After a car wreck on the winding Mulholland Drive renders a woman amnesiac, she and a perky Hollywood-hopeful search for clues and answers across Los Angeles in a twisting venture beyond dreams and reality.
A Victorian surgeon rescues a heavily disfigured man who is mistreated while scraping a living as a side-show freak. Behind his monstrous facade, there is revealed a person of intelligence and sensitivity.
In the far future, a duke and his family are sent by the Emperor to a sand world from which comes a spice that is essential for interstellar travel. The move is designed to destroy the duke and his family, but his son escapes and seeks revenge as he uses the world's ecology as one of his weapons. Written by
John Vogel <firstname.lastname@example.org>
Feyd-Rautha and The Beast Rabban are men of very few words: as the latter, Paul L. Smith speaks only 34 of them during the entire movie; as the former, Sting says a mere 90. And that's in the three-hour version of the film. See more »
(Extended version only) The shots of the Reverend Mother Mohiam traveling to Caladan to test Paul are reused shots of Jessica and Paul being taken into the desert by their captors after the Harkonnen attack on the palace. At one point you can see them both lying on the ground behind the pilots. See more »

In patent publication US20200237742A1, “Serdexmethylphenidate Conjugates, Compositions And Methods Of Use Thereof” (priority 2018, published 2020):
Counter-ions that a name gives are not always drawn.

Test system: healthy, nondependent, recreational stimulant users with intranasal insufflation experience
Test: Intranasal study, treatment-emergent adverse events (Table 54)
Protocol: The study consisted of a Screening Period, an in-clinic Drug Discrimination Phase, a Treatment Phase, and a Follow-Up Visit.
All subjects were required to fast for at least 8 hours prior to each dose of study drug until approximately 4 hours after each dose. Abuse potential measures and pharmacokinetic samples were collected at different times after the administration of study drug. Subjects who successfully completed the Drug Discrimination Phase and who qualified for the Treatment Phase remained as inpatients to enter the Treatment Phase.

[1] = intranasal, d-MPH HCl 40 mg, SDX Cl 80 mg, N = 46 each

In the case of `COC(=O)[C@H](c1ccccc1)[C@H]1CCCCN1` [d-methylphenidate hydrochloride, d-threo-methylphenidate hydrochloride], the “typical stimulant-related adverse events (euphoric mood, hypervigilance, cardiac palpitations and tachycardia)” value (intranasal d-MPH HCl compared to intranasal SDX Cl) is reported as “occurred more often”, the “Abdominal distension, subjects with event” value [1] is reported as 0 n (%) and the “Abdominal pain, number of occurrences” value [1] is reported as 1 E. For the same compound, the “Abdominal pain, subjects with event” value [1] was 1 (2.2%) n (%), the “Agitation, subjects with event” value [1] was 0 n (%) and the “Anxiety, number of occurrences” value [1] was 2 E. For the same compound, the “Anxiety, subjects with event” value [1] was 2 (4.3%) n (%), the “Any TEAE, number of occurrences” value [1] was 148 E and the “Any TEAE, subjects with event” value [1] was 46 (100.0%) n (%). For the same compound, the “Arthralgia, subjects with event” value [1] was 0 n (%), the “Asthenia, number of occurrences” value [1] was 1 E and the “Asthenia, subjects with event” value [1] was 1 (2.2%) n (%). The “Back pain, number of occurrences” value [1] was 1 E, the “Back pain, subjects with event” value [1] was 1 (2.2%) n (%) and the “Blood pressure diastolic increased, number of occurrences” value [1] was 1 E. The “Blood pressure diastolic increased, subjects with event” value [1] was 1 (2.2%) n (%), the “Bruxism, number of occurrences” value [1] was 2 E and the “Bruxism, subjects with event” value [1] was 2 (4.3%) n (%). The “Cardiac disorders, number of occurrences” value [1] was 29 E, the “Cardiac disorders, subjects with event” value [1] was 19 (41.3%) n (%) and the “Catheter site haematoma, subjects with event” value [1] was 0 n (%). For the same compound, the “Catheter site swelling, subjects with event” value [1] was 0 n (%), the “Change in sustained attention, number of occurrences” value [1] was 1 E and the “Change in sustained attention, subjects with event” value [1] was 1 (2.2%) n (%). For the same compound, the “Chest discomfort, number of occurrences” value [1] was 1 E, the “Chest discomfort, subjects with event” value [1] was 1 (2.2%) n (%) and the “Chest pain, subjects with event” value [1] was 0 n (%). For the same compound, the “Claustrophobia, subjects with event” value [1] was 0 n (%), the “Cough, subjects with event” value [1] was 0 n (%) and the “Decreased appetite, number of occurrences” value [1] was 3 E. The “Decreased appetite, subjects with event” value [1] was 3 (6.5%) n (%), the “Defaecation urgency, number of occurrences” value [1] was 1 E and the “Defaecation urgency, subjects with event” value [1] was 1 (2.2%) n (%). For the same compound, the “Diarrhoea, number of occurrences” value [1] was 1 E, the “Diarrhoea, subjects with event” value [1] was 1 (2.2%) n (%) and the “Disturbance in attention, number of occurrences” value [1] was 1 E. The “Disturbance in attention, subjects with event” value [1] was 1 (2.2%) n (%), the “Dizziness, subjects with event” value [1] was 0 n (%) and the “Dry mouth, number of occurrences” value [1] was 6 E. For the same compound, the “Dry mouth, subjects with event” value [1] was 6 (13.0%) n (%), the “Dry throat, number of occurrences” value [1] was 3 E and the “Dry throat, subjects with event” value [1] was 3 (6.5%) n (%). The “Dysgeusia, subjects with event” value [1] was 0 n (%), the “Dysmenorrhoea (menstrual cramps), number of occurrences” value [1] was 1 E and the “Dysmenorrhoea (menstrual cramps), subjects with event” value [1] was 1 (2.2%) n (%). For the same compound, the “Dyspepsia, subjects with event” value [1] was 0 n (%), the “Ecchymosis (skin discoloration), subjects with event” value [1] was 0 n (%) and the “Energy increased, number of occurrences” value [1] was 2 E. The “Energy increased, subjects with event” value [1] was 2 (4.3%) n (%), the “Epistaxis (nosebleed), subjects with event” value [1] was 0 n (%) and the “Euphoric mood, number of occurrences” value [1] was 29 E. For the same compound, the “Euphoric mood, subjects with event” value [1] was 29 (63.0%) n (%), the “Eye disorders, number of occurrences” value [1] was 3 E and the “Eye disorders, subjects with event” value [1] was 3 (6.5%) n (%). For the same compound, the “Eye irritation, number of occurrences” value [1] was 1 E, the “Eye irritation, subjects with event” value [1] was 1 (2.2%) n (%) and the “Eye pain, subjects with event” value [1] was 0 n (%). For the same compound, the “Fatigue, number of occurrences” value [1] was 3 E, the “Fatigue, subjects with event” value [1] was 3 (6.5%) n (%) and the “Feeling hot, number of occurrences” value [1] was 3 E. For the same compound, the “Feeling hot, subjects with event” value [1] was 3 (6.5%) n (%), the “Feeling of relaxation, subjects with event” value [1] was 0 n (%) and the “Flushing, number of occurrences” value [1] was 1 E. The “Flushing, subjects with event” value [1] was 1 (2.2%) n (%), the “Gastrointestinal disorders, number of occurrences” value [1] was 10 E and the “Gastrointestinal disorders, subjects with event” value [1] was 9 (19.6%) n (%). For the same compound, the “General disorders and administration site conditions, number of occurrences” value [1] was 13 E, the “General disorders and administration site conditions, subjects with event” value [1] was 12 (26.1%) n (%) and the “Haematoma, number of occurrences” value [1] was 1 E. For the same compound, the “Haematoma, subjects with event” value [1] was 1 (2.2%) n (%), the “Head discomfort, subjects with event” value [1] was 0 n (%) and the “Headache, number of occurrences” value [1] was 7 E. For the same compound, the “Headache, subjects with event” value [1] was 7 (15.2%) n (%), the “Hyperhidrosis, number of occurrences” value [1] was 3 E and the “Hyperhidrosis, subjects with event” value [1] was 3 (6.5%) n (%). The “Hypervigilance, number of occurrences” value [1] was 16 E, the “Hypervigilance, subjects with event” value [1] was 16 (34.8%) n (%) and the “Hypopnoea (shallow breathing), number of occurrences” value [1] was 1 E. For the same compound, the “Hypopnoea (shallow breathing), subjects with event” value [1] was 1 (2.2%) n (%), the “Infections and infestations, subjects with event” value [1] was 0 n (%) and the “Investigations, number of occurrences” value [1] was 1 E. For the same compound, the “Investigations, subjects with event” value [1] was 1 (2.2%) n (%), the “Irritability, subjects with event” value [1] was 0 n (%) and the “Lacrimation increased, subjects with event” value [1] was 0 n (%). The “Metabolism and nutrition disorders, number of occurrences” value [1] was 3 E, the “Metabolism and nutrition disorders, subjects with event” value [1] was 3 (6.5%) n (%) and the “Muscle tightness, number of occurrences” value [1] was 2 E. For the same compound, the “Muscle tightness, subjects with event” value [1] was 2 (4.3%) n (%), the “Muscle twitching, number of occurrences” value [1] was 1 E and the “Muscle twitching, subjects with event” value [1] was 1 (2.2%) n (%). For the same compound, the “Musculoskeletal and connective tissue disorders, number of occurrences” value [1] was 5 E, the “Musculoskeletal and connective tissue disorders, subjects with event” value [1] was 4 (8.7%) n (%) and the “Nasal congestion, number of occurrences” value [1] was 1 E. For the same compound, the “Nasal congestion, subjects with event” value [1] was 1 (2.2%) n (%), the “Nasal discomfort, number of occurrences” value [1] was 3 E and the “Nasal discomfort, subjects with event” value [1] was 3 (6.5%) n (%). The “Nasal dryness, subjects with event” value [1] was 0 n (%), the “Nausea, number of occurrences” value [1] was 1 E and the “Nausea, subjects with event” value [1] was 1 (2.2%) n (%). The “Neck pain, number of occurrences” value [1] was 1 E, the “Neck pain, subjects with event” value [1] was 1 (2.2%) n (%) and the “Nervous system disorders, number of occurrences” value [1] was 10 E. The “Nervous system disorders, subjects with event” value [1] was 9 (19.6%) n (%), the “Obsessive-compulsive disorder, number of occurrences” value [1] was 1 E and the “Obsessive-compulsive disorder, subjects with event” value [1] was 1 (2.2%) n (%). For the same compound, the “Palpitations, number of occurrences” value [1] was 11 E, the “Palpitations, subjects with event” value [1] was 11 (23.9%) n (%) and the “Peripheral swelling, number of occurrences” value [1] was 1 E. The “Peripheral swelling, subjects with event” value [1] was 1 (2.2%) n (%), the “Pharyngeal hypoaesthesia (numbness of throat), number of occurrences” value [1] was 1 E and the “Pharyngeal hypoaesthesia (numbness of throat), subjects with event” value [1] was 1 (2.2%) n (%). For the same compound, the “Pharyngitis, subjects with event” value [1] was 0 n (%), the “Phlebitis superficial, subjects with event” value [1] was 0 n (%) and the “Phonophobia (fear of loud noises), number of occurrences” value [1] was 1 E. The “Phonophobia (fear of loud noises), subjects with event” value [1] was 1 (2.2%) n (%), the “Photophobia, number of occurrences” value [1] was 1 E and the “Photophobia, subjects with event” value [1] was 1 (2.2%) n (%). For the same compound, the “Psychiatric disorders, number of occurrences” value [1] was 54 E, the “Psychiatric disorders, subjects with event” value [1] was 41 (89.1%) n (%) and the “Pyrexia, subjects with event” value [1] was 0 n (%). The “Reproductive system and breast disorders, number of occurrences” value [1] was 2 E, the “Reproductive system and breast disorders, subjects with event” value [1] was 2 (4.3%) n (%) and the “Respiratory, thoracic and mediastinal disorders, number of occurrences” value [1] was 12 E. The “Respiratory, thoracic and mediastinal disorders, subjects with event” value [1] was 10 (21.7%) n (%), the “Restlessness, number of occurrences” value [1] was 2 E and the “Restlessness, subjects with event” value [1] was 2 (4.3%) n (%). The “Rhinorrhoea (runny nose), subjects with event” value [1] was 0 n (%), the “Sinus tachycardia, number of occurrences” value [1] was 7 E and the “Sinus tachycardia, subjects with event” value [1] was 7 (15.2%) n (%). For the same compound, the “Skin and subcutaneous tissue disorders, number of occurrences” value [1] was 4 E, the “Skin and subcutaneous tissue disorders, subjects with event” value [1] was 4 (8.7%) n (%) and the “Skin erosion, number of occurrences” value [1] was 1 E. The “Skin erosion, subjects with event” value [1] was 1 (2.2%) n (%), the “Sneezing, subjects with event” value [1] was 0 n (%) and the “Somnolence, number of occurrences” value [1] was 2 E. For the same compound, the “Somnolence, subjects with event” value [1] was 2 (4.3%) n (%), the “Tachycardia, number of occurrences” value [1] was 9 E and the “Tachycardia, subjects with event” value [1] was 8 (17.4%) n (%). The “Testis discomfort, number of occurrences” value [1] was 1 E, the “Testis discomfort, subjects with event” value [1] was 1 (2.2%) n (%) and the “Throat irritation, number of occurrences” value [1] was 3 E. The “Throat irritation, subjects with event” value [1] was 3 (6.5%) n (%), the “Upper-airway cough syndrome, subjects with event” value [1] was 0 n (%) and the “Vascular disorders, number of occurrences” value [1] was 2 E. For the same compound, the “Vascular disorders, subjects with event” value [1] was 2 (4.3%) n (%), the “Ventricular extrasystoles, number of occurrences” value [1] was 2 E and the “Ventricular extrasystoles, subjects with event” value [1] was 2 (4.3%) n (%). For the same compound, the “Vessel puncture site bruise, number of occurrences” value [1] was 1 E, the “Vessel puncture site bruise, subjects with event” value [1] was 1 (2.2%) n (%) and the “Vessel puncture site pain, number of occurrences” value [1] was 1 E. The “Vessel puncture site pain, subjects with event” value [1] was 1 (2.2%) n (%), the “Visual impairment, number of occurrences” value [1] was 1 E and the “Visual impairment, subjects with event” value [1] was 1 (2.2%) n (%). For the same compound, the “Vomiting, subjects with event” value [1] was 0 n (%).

A beginning is a very delicate time. Know then, that it is the year 10191. The known universe is ruled by the Padisha Emperor Shaddam IV, my father. In this time, the most precious substance in the Universe is the spice melange. The spice extends life. The spice expands consciousness. The spice is vital to space travel. The Spacing Guild and its navigators, who the spice has mutated over four-thousand years, use the orange spice gas, which gives them the ability to fold space. That...
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This Film Is Dedicated To Federico de Laurentiis See more »
There are two groups of people who write at IMDb, the pessimists and the optimists. The pessimists love to complain about something or other in a film. The optimists try and find something good. DUNE probably ranks as one of those that feels like it's going to be good, but leaves a confusing, lackluster feeling in its wake. In an attempt to be optimistic, I will try focusing ONLY on the good parts. This might be tough.
I will give David Lynch credit (indeed, as Frank Herbert did when he saw this) for trying to take an enormous amalgamation of things and ideas from the novel and trying to turn them into a movie. Lynch's visual style is very raw here and everything in the production design seems to be under his spell.
The sets, costumes, cinematography, and choice of cast is excellent. All of them lend a flavor of difference that transcends whatever confusion is on the screen. (On the side note: I was sick of hearing Kyle MacLachlan repeating himself over and over) The creature designs by Carlo Rambaldi are very Lynch-ien, even though we rarely get to see them.
Overall, a sci-fi epic that requires a lethargic butt, an open mind, and a copy of Frank Herbert's novel to enjoy. Still, it is far superior to the TV miniseries of late (I know saying that is blasphemy to some). I refuse to rate this with stars or anything else.
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